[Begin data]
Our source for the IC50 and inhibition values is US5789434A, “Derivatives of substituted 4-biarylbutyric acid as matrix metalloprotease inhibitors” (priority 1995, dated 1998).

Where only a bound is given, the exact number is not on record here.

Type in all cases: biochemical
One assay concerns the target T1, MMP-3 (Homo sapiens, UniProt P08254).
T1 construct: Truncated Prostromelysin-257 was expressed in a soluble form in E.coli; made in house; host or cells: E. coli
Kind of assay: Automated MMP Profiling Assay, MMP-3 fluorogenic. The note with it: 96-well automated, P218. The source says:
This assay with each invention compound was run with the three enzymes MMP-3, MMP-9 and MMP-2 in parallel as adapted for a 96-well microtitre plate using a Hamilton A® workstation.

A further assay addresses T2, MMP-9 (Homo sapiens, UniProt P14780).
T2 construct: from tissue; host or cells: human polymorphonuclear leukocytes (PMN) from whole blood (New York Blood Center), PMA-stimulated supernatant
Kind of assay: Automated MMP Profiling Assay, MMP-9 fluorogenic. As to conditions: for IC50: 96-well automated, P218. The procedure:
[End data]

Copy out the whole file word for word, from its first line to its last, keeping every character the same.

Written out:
Our source for the IC50 and inhibition values is US5789434A, “Derivatives of substituted 4-biarylbutyric acid as matrix metalloprotease inhibitors” (priority 1995, dated 1998).

Where only a bound is given, the exact number is not on record here.

Type in all cases: biochemical
One assay concerns the target T1, MMP-3 (Homo sapiens, UniProt P08254).
T1 construct: Truncated Prostromelysin-257 was expressed in a soluble form in E.coli; made in house; host or cells: E. coli
Kind of assay: Automated MMP Profiling Assay, MMP-3 fluorogenic. The note with it: 96-well automated, P218. The source says:
This assay with each invention compound was run with the three enzymes MMP-3, MMP-9 and MMP-2 in parallel as adapted for a 96-well microtitre plate using a Hamilton A® workstation.

A further assay addresses T2, MMP-9 (Homo sapiens, UniProt P14780).
T2 construct: from tissue; host or cells: human polymorphonuclear leukocytes (PMN) from whole blood (New York Blood Center), PMA-stimulated supernatant
Kind of assay: Automated MMP Profiling Assay, MMP-9 fluorogenic. As to conditions: for IC50: 96-well automated, P218. The procedure: